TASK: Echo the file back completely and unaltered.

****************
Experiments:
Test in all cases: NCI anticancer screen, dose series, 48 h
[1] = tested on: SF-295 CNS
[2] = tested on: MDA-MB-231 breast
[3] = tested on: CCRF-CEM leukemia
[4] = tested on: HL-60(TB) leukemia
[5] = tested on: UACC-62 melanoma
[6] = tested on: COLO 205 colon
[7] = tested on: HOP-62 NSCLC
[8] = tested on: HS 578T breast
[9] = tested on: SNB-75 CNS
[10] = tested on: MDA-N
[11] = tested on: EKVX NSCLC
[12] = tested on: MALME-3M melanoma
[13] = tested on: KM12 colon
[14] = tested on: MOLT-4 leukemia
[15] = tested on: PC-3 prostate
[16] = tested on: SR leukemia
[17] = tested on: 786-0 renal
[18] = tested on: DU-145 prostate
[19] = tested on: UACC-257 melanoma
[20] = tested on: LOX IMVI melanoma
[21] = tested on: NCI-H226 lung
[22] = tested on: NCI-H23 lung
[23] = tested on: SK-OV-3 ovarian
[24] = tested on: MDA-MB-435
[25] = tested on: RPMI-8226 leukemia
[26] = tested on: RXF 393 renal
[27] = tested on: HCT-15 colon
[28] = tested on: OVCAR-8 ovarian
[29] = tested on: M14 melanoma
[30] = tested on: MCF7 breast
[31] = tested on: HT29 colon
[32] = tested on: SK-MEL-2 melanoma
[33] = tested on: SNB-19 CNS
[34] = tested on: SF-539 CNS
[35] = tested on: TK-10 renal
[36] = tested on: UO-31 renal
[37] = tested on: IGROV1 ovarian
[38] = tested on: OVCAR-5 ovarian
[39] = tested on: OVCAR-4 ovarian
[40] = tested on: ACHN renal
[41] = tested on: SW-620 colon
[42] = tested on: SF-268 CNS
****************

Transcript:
Experiments:
Test in all cases: NCI anticancer screen, dose series, 48 h
[1] = tested on: SF-295 CNS
[2] = tested on: MDA-MB-231 breast
[3] = tested on: CCRF-CEM leukemia
[4] = tested on: HL-60(TB) leukemia
[5] = tested on: UACC-62 melanoma
[6] = tested on: COLO 205 colon
[7] = tested on: HOP-62 NSCLC
[8] = tested on: HS 578T breast
[9] = tested on: SNB-75 CNS
[10] = tested on: MDA-N
[11] = tested on: EKVX NSCLC
[12] = tested on: MALME-3M melanoma
[13] = tested on: KM12 colon
[14] = tested on: MOLT-4 leukemia
[15] = tested on: PC-3 prostate
[16] = tested on: SR leukemia
[17] = tested on: 786-0 renal
[18] = tested on: DU-145 prostate
[19] = tested on: UACC-257 melanoma
[20] = tested on: LOX IMVI melanoma
[21] = tested on: NCI-H226 lung
[22] = tested on: NCI-H23 lung
[23] = tested on: SK-OV-3 ovarian
[24] = tested on: MDA-MB-435
[25] = tested on: RPMI-8226 leukemia
[26] = tested on: RXF 393 renal
[27] = tested on: HCT-15 colon
[28] = tested on: OVCAR-8 ovarian
[29] = tested on: M14 melanoma
[30] = tested on: MCF7 breast
[31] = tested on: HT29 colon
[32] = tested on: SK-MEL-2 melanoma
[33] = tested on: SNB-19 CNS
[34] = tested on: SF-539 CNS
[35] = tested on: TK-10 renal
[36] = tested on: UO-31 renal
[37] = tested on: IGROV1 ovarian
[38] = tested on: OVCAR-5 ovarian
[39] = tested on: OVCAR-4 ovarian
[40] = tested on: ACHN renal
[41] = tested on: SW-620 colon
[42] = tested on: SF-268 CNS